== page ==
First published on MSDN on May 19, 2017
In this article, we will look into how to generate a self-signed certificate in Linux and use it for access token signing in
R Server Operationalization
Web Node. You must use a certificate for access token signing whenever you have multiple web nodes so that the tokens are signed consistently by every web node in your configuration. A certificate with a private key is required to sign the user access tokens between the web node and the LDAP server. Tokens are particularly useful to the application developer who can use them to
identify and authenticate the user
who is sending the API call within her or his application.
To try this out, you can spin up one of the R Server Linux images that are available in the Azure Portal:
1. Switch to root user and navigate to home directory /root
If you already have a certificate from Trusted Certificate Authority , skip step 2 and move to step 3.
2. Generate Self-Signed Certificate (.pfx file)
We are limited to using pfx files since dotnet core can
read private keys only from pfx files
. Using subjectName CN=LOCALHOST here, you can replace with a subject name of your choice.
openssl genrsa -out privateKey.pem 2048
openssl req -new -x509 -key privateKey.pem -out publicCert.pem -days 3650 -nodes -subj "/CN=LOCALHOST"
openssl pkcs12 -export -out merged.pfx -inkey privateKey.pem -in publicCert.pem -passout pass:
3. Install Certificate using dotnet code
Only Root and CertificateAuthority are supported for StoreName in Linux. We will use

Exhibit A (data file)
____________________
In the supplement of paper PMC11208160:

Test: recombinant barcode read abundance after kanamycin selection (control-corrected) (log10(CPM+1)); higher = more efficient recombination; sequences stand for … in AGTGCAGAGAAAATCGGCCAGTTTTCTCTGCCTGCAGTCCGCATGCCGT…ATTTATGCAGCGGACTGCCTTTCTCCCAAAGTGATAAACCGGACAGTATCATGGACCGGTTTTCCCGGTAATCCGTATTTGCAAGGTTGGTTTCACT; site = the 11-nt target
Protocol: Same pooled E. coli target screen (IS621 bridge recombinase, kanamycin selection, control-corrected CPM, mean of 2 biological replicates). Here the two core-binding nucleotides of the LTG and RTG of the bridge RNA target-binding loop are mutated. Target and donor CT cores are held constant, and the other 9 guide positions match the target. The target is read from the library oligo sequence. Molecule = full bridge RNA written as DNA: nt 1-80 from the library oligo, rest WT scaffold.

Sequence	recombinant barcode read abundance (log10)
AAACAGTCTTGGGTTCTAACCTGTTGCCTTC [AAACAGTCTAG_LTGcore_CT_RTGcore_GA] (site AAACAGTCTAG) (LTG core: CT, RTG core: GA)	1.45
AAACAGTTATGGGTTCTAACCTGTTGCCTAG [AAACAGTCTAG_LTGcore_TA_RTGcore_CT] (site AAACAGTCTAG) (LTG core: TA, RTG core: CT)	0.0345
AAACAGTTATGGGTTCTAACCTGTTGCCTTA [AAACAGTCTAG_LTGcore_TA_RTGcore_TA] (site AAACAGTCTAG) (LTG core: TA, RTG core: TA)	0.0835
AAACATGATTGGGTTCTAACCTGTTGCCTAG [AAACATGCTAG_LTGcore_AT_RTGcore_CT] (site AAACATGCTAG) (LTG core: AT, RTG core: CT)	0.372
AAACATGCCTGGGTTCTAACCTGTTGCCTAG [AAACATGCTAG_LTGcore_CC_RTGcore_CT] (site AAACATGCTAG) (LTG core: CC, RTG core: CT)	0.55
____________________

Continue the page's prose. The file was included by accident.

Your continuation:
Root as StoreName
since we start the WebNode as root user. On Linux, we don’t have any notion of machine-owned private keys, because Linux doesn’t have a machine-level private key store, and the LocalMachine\Root is loaded with that knowledge (it loads only X.509 PEM, X.509 DER, and X.509 PEM-series files). Hence, we will use
dotnet new console -o InstallCert
If the program ran successfully without any errors, certificate will be installed in the following path with its thumbprint as file name:
4. Modify /usr/lib64/microsoft-r/rserver/o16n/9.1.0/Microsoft.RServer.WebNode/appsettings.json with the following JWTSigningCertificate information:
"Description": "Enable this section if you want to sign the access token with a certificate instead of a randomly generated key",
At this point, you will see that JWTKey has a 'not set' value in appsettings.json file :
"JWTKey": "not set"
6. Once the webnode starts successfully, check /usr/lib64/microsoft-r/rserver/o16n/9.1.0/Microsoft.RServer.WebNode/appsettings.json to see if the JWTKey has been generated :
If you have multiple web nodes, Copy paste the certificate to all other webnodes and perform step 3 to 6.